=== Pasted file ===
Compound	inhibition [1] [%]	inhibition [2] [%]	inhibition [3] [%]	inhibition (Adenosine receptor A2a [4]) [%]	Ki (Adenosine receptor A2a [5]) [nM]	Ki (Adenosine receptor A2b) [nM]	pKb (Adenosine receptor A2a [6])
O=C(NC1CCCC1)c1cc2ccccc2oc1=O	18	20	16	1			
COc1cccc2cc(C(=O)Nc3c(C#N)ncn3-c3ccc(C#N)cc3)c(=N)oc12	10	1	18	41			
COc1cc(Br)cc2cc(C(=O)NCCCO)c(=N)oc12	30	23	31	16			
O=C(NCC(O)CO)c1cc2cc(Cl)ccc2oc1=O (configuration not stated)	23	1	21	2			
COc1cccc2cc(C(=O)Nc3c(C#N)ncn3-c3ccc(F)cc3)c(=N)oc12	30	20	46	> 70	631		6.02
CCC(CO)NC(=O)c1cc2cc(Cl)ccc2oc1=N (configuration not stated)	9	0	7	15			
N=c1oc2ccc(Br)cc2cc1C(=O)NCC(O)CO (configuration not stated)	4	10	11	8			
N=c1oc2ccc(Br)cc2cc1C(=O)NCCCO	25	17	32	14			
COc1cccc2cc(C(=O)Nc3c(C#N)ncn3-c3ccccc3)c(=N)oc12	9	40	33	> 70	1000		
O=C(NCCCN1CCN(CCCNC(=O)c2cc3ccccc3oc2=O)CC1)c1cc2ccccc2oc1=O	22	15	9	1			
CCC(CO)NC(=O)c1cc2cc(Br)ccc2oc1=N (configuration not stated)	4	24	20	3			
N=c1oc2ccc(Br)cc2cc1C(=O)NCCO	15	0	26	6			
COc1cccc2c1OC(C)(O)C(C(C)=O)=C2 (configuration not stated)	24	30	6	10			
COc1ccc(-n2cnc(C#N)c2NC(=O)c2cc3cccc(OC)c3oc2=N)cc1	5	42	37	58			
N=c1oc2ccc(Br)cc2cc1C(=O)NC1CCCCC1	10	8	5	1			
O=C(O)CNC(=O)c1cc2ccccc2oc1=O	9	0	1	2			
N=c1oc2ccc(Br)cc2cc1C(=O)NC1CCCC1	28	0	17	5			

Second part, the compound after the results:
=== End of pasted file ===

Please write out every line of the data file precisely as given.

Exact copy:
Compound	inhibition [1] [%]	inhibition [2] [%]	inhibition [3] [%]	inhibition (Adenosine receptor A2a [4]) [%]	Ki (Adenosine receptor A2a [5]) [nM]	Ki (Adenosine receptor A2b) [nM]	pKb (Adenosine receptor A2a [6])
O=C(NC1CCCC1)c1cc2ccccc2oc1=O	18	20	16	1			
COc1cccc2cc(C(=O)Nc3c(C#N)ncn3-c3ccc(C#N)cc3)c(=N)oc12	10	1	18	41			
COc1cc(Br)cc2cc(C(=O)NCCCO)c(=N)oc12	30	23	31	16			
O=C(NCC(O)CO)c1cc2cc(Cl)ccc2oc1=O (configuration not stated)	23	1	21	2			
COc1cccc2cc(C(=O)Nc3c(C#N)ncn3-c3ccc(F)cc3)c(=N)oc12	30	20	46	> 70	631		6.02
CCC(CO)NC(=O)c1cc2cc(Cl)ccc2oc1=N (configuration not stated)	9	0	7	15			
N=c1oc2ccc(Br)cc2cc1C(=O)NCC(O)CO (configuration not stated)	4	10	11	8			
N=c1oc2ccc(Br)cc2cc1C(=O)NCCCO	25	17	32	14			
COc1cccc2cc(C(=O)Nc3c(C#N)ncn3-c3ccccc3)c(=N)oc12	9	40	33	> 70	1000		
O=C(NCCCN1CCN(CCCNC(=O)c2cc3ccccc3oc2=O)CC1)c1cc2ccccc2oc1=O	22	15	9	1			
CCC(CO)NC(=O)c1cc2cc(Br)ccc2oc1=N (configuration not stated)	4	24	20	3			
N=c1oc2ccc(Br)cc2cc1C(=O)NCCO	15	0	26	6			
COc1cccc2c1OC(C)(O)C(C(C)=O)=C2 (configuration not stated)	24	30	6	10			
COc1ccc(-n2cnc(C#N)c2NC(=O)c2cc3cccc(OC)c3oc2=N)cc1	5	42	37	58			
N=c1oc2ccc(Br)cc2cc1C(=O)NC1CCCCC1	10	8	5	1			
O=C(O)CNC(=O)c1cc2ccccc2oc1=O	9	0	1	2			
N=c1oc2ccc(Br)cc2cc1C(=O)NC1CCCC1	28	0	17	5			

Second part, the compound after the results: